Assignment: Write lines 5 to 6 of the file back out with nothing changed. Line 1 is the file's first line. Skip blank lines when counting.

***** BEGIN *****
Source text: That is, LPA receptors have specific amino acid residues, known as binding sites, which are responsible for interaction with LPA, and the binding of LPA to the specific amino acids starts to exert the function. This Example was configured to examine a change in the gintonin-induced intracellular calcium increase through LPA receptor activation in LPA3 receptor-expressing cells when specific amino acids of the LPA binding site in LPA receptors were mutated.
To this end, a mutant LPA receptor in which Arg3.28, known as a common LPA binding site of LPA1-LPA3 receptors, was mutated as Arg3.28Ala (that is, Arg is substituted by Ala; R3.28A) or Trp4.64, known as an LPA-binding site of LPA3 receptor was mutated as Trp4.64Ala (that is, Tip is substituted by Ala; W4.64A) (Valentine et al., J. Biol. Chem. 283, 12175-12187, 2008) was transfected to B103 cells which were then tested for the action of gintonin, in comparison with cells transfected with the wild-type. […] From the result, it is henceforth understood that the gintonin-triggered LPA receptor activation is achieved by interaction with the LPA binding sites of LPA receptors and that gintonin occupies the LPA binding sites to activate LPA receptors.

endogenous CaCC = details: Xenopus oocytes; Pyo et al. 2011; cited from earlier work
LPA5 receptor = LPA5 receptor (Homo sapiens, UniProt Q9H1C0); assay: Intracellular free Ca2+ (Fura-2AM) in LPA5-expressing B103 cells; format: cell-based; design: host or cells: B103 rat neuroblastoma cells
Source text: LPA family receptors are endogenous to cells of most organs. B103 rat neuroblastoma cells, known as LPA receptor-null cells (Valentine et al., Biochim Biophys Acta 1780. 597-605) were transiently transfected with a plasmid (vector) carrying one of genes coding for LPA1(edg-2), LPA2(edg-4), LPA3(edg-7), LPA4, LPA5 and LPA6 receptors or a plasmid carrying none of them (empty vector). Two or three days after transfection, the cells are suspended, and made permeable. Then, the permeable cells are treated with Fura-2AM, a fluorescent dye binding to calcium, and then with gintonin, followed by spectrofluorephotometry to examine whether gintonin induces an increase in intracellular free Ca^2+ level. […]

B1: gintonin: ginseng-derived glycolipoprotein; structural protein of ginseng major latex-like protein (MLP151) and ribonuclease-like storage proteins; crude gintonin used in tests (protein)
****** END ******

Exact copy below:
Source text: LPA family receptors are endogenous to cells of most organs. B103 rat neuroblastoma cells, known as LPA receptor-null cells (Valentine et al., Biochim Biophys Acta 1780. 597-605) were transiently transfected with a plasmid (vector) carrying one of genes coding for LPA1(edg-2), LPA2(edg-4), LPA3(edg-7), LPA4, LPA5 and LPA6 receptors or a plasmid carrying none of them (empty vector). Two or three days after transfection, the cells are suspended, and made permeable. Then, the permeable cells are treated with Fura-2AM, a fluorescent dye binding to calcium, and then with gintonin, followed by spectrofluorephotometry to examine whether gintonin induces an increase in intracellular free Ca^2+ level. […]

B1: gintonin: ginseng-derived glycolipoprotein; structural protein of ginseng major latex-like protein (MLP151) and ribonuclease-like storage proteins; crude gintonin used in tests (protein)